Last night, at the Common Council's education meeting, parent Jessica Bauer Walker said something that cut to the heart of the matter -- see her second sentence below.
"What this broken system wants us to do is become disheartened, so that we, as a community, believe we are inadequate and broken and wait for some higher power to save us. Nobody will save us but ourselves," Bauer Walker said.
There's no cavalry suiting up in Albany, just waiting for the word to ride into Buffalo.
Even if that legislation were to get the necessary backing among lawmakers, it would literally be years before there were any kind of takeover.
Of course, it's possible a legislator could introduce some other state takeover bill, one that would expedite the process.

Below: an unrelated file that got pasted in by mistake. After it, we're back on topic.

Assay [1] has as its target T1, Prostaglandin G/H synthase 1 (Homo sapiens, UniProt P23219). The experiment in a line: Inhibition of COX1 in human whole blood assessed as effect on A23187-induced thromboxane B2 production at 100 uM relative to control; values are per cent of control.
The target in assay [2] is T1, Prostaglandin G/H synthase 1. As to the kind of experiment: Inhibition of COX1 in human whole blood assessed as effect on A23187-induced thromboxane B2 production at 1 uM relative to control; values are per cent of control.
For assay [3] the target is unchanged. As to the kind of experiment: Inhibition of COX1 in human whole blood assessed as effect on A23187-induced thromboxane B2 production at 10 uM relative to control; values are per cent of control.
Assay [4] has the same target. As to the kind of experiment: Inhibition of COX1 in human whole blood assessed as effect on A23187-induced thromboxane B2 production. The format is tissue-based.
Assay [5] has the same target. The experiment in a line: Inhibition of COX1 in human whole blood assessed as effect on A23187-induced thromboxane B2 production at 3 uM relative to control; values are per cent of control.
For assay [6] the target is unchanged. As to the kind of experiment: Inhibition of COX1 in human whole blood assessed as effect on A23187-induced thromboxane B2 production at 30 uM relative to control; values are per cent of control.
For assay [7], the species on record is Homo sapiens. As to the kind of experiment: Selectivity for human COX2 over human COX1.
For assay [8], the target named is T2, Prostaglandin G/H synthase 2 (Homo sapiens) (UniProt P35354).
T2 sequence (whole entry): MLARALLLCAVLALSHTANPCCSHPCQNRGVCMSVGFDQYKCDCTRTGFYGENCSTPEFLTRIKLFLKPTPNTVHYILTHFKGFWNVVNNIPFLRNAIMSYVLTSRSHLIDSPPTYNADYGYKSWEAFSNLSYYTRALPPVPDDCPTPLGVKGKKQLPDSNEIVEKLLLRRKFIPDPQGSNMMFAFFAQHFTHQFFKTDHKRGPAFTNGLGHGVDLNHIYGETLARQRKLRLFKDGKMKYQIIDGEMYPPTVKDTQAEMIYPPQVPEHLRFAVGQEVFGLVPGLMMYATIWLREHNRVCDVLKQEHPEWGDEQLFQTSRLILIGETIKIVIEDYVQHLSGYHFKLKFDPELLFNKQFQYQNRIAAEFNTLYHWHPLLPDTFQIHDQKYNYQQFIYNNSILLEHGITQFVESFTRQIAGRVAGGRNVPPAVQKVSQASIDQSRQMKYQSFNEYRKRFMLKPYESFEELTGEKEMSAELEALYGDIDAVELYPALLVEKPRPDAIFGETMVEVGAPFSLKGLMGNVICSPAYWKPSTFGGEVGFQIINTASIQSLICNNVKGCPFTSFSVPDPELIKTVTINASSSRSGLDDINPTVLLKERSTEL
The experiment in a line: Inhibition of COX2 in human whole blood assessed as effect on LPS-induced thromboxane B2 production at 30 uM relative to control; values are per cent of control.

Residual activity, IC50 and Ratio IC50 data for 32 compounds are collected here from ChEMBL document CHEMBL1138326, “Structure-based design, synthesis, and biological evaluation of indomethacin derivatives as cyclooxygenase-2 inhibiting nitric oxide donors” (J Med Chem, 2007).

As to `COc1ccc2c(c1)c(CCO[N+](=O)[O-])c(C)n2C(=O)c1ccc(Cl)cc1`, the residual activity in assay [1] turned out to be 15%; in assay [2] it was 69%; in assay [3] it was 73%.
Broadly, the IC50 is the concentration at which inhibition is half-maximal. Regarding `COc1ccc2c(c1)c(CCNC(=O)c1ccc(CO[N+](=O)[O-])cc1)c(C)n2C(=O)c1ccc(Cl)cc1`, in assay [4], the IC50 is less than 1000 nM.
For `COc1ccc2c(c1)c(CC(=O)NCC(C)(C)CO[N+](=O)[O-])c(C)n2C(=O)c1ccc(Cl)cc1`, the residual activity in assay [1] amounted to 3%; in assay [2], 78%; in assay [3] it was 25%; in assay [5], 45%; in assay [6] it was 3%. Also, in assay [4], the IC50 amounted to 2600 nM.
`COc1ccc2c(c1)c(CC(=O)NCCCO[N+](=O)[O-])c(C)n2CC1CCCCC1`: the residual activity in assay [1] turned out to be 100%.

But even if that happened, it would probably do little to address the most immediate situation facing Buffalo schools.
The issue at hand is the district's inability to reach a teacher evaluation agreement with the union that the state will approve. The district reached an agreement acceptable to City Hall and the Buffalo Teachers Federation, but Albany said no. I'm not clear on how changing the School Board or the superintendent would alter that scenario. The teachers contract would remain in effect, even if the School Board were unseated and the superintendent were replaced.
In the meantime, the district now has a little over a week to submit a teacher evaluation plan acceptable to both State Ed and the BTF. That appears to be the only chance it has to salvage $9.3 million in school improvement grants for six schools in 2011-12.
Sam Radford in recent days has taken a more conciliatory tone toward the union, saying it's time to hash out a solution.